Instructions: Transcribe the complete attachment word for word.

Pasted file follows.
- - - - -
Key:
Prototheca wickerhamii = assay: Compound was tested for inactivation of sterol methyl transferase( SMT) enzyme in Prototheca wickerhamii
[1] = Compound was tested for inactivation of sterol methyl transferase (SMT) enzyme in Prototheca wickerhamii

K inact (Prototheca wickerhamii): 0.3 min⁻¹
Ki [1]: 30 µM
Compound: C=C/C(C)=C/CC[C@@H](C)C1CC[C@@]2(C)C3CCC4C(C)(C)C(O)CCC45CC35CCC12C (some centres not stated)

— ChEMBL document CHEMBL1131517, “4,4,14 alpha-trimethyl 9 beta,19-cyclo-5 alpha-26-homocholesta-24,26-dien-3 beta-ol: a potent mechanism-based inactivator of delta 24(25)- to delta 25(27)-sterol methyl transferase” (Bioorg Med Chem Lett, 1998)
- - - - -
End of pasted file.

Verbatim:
Key:
Prototheca wickerhamii = assay: Compound was tested for inactivation of sterol methyl transferase( SMT) enzyme in Prototheca wickerhamii
[1] = Compound was tested for inactivation of sterol methyl transferase (SMT) enzyme in Prototheca wickerhamii

K inact (Prototheca wickerhamii): 0.3 min⁻¹
Ki [1]: 30 µM
Compound: C=C/C(C)=C/CC[C@@H](C)C1CC[C@@]2(C)C3CCC4C(C)(C)C(O)CCC45CC35CCC12C (some centres not stated)

— ChEMBL document CHEMBL1131517, “4,4,14 alpha-trimethyl 9 beta,19-cyclo-5 alpha-26-homocholesta-24,26-dien-3 beta-ol: a potent mechanism-based inactivator of delta 24(25)- to delta 25(27)-sterol methyl transferase” (Bioorg Med Chem Lett, 1998)